The Honorable Loretta E. Lynch

83rd Attorney General of the United States

Loretta E. Lynch was born on May 21, 1959, in Greensboro, North Carolina. She received her A.B., cum laude, from Harvard College in 1981, and her J.D. from Harvard Law School in 1984

In 1990, after a period in private practice, Ms. Lynch joined the United States Attorney’s Office for the Eastern District of New York, located in Brooklyn, the city she considers her adopted home. There, she forged an impressive career prosecuting cases involving narcotics, violent crimes, public corruption, and civil rights, including the high-profile case of Abner Louima, a Haitian immigrant who was sexually assaulted by uniformed police officers in a Brooklyn police precinct in 1997.

In 1999, President Bill Clinton appointed her to lead the office as United States Attorney, a post she held until 2001. In 2002, she joined Hogan & Hartson LLP (now Hogan Lovells) as a partner in the firm’s New York office. While in private practice, Ms. Lynch performed extensive pro bono work for the International Criminal Tribunal for Rwanda, established to prosecute those responsible for human rights violations in the 1994 genocide in that nation. As Special Counsel to the Tribunal, she was responsible for investigating allegations of witness tampering and false testimony.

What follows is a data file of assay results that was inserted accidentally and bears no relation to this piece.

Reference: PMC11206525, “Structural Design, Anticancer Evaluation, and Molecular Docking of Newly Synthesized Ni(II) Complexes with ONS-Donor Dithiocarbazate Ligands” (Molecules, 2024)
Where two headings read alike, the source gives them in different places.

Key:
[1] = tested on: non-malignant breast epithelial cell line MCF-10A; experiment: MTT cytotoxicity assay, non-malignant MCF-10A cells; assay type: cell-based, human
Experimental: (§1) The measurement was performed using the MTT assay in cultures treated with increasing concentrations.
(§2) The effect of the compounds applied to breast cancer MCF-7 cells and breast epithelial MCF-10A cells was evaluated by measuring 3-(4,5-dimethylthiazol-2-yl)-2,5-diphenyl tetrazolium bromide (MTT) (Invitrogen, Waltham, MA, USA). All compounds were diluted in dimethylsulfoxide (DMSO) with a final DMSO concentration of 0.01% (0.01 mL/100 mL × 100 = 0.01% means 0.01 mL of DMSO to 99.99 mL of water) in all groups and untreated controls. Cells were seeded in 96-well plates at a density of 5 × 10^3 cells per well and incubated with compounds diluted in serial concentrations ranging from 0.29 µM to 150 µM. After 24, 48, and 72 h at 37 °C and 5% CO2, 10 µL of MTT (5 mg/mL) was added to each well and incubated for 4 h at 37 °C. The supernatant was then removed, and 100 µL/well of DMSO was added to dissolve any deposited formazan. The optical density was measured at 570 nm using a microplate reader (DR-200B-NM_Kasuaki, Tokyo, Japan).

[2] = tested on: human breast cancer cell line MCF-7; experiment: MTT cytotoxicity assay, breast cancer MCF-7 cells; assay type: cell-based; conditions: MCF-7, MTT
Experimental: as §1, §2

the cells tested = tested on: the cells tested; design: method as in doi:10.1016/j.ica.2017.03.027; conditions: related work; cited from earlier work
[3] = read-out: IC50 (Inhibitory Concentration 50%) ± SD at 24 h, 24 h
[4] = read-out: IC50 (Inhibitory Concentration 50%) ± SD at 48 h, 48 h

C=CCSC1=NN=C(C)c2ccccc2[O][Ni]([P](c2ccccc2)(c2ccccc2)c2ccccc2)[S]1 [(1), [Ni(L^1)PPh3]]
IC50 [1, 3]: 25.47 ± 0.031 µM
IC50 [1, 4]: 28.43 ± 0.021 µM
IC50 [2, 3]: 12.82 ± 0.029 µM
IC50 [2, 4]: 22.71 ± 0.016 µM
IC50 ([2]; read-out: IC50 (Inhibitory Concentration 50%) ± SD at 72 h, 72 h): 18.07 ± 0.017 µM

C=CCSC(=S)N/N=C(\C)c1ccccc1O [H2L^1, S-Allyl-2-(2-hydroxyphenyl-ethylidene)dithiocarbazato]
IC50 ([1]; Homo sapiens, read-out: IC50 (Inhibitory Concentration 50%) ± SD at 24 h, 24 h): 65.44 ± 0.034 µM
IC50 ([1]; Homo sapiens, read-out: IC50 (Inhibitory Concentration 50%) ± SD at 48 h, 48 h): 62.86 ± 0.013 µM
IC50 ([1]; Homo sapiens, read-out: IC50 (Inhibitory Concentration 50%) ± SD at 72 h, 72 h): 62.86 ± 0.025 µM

In 2010, President Barack Obama asked Ms. Lynch to resume her leadership of the United States Attorney’s Office in Brooklyn. Under her direction, the office successfully prosecuted numerous corrupt public officials, terrorists, cybercriminals and human traffickers, among other important cases.

President Obama announced his intention to nominate Ms. Lynch as Attorney General on November 8, 2014 and she was sworn in as the 83rd Attorney General of the United States by Vice President Joe Biden on April 27, 2015.

Ms. Lynch is the daughter of Lorenzo and Lorine Lynch of Durham, N.C., whose shared commitment to justice inspired her career in public service.